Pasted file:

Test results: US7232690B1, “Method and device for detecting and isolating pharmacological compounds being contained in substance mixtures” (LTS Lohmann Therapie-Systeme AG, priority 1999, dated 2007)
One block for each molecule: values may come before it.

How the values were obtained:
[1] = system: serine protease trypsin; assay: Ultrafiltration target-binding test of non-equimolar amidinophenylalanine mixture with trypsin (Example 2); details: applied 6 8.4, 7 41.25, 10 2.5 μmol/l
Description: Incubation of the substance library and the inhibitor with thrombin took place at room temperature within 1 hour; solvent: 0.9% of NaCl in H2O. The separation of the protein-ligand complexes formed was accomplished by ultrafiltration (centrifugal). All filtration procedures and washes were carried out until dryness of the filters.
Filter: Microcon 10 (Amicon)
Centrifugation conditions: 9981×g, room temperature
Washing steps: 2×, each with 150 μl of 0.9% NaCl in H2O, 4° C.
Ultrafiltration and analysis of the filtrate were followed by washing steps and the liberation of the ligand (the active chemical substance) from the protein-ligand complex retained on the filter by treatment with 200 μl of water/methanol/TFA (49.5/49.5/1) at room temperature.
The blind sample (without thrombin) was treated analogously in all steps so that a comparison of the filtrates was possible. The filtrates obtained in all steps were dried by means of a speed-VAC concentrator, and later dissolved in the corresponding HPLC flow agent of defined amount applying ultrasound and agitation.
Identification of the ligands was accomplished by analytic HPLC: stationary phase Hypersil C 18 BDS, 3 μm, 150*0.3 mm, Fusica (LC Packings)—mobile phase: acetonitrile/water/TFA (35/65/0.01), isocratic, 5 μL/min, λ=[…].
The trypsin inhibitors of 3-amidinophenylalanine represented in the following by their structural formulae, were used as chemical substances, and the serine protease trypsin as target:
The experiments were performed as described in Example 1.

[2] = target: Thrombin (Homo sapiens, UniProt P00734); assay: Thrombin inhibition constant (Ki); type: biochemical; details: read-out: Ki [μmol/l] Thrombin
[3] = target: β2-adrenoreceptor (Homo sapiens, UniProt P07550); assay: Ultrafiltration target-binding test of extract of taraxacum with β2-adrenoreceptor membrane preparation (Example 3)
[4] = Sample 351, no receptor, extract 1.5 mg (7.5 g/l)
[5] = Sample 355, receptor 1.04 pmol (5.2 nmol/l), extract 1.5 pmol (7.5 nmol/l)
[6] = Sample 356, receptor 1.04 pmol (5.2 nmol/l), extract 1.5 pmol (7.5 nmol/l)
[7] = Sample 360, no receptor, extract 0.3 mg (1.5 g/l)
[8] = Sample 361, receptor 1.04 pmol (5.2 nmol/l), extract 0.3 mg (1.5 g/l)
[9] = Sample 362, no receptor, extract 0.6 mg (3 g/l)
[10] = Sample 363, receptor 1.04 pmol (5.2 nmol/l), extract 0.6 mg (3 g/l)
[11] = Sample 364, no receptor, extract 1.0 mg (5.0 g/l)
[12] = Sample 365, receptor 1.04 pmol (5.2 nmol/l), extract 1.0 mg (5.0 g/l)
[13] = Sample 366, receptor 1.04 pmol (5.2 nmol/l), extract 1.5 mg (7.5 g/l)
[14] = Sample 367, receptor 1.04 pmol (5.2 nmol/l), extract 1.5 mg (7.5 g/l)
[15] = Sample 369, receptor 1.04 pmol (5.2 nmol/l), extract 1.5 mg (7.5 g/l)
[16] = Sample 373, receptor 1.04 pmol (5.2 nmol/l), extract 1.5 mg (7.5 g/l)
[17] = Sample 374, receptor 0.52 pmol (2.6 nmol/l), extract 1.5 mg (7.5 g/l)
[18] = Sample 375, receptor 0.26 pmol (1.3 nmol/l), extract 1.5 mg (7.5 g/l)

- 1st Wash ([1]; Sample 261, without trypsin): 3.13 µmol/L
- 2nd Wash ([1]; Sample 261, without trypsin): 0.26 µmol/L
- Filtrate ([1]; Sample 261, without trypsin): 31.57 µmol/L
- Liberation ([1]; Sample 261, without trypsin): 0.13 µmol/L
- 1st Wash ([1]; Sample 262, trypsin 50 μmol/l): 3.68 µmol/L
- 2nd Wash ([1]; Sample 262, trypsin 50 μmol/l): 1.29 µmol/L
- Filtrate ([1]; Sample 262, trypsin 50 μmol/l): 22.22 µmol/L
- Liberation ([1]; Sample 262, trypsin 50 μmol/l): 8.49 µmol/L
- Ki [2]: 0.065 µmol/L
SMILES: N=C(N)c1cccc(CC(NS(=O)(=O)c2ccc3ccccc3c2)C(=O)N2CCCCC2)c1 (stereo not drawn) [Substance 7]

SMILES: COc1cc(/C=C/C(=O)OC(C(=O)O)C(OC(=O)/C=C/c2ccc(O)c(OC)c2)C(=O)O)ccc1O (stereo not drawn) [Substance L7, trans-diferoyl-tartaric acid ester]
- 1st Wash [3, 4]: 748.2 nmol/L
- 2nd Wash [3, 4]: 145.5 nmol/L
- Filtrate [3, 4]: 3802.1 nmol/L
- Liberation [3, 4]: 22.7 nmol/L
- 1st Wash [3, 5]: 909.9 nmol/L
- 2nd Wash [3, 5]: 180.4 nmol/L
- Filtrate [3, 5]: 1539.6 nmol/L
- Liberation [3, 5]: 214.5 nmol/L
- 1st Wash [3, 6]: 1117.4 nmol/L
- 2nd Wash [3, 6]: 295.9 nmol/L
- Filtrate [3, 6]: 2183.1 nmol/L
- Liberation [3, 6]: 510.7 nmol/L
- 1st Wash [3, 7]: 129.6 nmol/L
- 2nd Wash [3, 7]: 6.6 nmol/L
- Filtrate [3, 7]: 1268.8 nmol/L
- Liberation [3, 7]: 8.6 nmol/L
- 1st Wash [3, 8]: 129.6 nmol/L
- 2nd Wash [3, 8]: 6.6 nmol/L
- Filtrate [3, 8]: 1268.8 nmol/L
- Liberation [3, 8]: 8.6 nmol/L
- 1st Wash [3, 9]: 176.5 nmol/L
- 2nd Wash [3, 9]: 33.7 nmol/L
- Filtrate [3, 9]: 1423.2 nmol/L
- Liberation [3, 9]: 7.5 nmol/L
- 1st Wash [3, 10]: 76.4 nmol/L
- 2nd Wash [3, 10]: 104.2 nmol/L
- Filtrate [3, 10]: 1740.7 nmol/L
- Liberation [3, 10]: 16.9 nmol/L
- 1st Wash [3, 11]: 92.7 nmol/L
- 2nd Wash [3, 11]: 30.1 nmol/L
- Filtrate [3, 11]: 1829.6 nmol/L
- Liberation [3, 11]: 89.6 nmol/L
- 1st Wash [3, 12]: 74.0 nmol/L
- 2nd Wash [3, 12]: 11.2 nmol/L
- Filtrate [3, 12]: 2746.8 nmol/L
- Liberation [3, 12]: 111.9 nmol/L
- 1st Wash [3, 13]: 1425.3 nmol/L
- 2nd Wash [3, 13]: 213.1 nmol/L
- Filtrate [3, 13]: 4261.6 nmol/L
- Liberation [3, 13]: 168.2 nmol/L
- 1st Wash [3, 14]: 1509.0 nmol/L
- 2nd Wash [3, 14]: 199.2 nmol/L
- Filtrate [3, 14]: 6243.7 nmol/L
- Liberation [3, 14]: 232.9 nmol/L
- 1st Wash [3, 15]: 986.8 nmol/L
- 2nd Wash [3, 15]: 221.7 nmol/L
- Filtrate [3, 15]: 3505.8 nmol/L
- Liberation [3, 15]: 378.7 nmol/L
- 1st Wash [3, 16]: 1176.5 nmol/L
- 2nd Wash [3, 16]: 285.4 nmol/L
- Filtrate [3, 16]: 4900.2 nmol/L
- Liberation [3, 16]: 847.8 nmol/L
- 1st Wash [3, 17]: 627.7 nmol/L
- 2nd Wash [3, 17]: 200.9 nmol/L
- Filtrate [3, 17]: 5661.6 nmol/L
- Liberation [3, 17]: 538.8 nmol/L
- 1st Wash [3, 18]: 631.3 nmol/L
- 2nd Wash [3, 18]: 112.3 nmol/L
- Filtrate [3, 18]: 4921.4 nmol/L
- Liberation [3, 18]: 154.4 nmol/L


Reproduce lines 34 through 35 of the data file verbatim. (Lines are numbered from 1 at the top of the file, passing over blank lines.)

- Liberation ([1]; Sample 261, without trypsin): 0.13 µmol/L
- 1st Wash ([1]; Sample 262, trypsin 50 μmol/l): 3.68 µmol/L